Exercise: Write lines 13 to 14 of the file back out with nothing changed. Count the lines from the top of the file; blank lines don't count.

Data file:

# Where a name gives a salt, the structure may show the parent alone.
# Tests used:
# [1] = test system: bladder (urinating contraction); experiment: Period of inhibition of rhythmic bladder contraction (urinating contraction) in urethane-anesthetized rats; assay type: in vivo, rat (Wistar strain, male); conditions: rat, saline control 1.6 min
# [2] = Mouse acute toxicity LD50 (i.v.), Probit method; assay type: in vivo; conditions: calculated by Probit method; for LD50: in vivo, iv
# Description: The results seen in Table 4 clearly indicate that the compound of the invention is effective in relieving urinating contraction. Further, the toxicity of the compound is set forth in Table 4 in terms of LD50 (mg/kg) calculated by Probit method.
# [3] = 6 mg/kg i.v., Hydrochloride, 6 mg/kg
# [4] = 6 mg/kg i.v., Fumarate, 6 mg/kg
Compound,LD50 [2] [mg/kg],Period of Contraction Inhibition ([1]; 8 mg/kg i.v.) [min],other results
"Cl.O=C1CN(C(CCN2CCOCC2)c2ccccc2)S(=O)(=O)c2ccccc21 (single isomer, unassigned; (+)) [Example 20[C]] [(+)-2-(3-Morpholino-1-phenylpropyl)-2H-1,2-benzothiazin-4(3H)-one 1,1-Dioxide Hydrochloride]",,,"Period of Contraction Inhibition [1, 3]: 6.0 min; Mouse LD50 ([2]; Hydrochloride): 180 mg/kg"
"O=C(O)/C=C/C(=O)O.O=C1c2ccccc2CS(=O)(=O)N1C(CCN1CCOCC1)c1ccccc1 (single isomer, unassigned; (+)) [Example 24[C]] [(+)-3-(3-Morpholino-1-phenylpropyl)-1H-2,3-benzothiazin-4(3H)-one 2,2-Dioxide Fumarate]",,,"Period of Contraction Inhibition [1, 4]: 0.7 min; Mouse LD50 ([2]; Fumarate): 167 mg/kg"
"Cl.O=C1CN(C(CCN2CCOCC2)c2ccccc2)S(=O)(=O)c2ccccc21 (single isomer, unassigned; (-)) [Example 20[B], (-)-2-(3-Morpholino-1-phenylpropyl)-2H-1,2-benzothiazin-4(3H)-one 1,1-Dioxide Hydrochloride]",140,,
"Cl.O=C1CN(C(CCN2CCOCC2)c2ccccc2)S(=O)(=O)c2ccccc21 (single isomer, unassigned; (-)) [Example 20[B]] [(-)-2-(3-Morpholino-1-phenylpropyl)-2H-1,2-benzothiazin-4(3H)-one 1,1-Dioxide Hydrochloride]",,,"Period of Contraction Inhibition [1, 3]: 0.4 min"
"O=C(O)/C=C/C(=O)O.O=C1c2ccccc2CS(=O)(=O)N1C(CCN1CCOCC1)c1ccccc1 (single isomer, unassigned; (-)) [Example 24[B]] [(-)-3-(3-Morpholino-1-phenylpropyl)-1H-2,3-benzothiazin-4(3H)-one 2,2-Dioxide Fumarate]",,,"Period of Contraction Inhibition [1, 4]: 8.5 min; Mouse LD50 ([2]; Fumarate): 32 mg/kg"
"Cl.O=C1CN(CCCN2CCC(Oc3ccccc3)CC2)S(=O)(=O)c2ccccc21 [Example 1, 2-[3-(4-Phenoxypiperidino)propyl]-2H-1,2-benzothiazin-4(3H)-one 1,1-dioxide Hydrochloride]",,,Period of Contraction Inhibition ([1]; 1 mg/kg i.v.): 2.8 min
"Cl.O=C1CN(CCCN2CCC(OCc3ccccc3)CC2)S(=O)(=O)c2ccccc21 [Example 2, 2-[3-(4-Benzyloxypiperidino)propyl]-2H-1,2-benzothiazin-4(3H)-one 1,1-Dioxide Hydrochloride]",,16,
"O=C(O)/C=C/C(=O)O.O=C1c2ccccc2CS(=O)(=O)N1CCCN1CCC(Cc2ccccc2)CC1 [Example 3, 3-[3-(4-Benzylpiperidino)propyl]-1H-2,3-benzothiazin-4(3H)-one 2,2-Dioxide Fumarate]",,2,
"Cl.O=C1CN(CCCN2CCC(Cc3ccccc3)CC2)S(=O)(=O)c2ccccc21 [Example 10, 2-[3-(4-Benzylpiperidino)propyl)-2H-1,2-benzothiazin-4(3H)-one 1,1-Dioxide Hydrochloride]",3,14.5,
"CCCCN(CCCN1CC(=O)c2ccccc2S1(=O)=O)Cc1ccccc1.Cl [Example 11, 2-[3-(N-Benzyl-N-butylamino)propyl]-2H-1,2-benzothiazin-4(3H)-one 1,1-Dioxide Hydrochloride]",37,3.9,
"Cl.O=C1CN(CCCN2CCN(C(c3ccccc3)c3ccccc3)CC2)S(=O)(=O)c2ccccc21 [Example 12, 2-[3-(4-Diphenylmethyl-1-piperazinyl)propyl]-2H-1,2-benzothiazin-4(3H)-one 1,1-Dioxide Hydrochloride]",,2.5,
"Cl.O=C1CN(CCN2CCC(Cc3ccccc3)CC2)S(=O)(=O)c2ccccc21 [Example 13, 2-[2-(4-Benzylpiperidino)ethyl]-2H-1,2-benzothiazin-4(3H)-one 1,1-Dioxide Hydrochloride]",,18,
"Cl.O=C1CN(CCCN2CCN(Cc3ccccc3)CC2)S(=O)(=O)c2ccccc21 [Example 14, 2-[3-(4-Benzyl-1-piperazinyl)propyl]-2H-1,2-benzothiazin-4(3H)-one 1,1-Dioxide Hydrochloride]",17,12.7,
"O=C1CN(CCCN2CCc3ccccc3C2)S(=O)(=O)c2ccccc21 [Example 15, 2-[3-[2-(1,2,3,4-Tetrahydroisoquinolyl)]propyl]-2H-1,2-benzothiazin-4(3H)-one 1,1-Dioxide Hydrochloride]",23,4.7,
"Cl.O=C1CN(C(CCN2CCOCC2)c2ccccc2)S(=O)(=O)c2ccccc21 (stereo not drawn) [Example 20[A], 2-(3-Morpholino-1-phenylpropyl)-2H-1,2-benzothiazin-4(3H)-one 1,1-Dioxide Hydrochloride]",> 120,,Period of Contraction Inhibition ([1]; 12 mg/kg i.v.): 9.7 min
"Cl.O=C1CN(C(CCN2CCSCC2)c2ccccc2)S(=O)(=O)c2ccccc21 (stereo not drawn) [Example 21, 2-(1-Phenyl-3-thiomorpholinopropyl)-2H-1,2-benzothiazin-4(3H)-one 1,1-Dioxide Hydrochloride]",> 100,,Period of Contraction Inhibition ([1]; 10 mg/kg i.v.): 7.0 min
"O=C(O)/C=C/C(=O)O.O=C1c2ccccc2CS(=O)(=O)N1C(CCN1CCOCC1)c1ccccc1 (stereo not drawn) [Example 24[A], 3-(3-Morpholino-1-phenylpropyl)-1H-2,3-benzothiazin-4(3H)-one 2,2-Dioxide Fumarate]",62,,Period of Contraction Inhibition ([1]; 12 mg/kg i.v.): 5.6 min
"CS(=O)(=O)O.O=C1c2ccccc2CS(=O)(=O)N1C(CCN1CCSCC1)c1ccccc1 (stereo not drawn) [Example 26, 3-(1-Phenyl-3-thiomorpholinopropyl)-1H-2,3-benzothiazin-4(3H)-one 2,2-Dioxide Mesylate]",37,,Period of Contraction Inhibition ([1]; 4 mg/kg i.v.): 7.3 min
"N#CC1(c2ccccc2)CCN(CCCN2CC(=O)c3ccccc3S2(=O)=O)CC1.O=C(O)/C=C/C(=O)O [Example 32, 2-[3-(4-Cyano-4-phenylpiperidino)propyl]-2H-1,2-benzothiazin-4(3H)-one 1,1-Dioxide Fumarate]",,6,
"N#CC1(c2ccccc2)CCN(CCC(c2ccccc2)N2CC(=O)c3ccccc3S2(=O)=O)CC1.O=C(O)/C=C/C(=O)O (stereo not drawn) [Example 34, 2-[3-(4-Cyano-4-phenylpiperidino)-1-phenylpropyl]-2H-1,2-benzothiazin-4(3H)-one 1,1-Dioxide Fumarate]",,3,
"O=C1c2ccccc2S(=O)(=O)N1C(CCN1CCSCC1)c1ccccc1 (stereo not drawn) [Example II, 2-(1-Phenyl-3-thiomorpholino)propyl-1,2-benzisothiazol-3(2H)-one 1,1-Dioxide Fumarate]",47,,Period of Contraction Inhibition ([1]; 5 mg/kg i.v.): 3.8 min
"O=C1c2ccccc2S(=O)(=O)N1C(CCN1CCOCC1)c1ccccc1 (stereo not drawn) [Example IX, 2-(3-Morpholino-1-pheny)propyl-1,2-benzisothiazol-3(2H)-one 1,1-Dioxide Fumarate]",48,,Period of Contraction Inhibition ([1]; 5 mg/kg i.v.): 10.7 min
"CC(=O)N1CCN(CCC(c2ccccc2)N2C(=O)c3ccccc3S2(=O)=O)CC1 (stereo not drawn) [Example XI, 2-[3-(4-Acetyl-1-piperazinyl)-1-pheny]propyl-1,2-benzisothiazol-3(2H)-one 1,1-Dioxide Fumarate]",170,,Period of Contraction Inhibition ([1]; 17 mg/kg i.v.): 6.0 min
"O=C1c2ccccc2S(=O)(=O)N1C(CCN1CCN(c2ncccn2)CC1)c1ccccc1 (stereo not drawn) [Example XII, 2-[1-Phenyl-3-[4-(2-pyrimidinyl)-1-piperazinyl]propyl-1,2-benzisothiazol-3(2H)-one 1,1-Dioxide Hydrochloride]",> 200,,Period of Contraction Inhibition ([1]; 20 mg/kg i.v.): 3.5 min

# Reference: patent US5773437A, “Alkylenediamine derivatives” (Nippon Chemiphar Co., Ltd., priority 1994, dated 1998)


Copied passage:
"O=C(O)/C=C/C(=O)O.O=C1c2ccccc2CS(=O)(=O)N1C(CCN1CCOCC1)c1ccccc1 (single isomer, unassigned; (-)) [Example 24[B]] [(-)-3-(3-Morpholino-1-phenylpropyl)-1H-2,3-benzothiazin-4(3H)-one 2,2-Dioxide Fumarate]",,,"Period of Contraction Inhibition [1, 4]: 8.5 min; Mouse LD50 ([2]; Fumarate): 32 mg/kg"
"Cl.O=C1CN(CCCN2CCC(Oc3ccccc3)CC2)S(=O)(=O)c2ccccc21 [Example 1, 2-[3-(4-Phenoxypiperidino)propyl]-2H-1,2-benzothiazin-4(3H)-one 1,1-dioxide Hydrochloride]",,,Period of Contraction Inhibition ([1]; 1 mg/kg i.v.): 2.8 min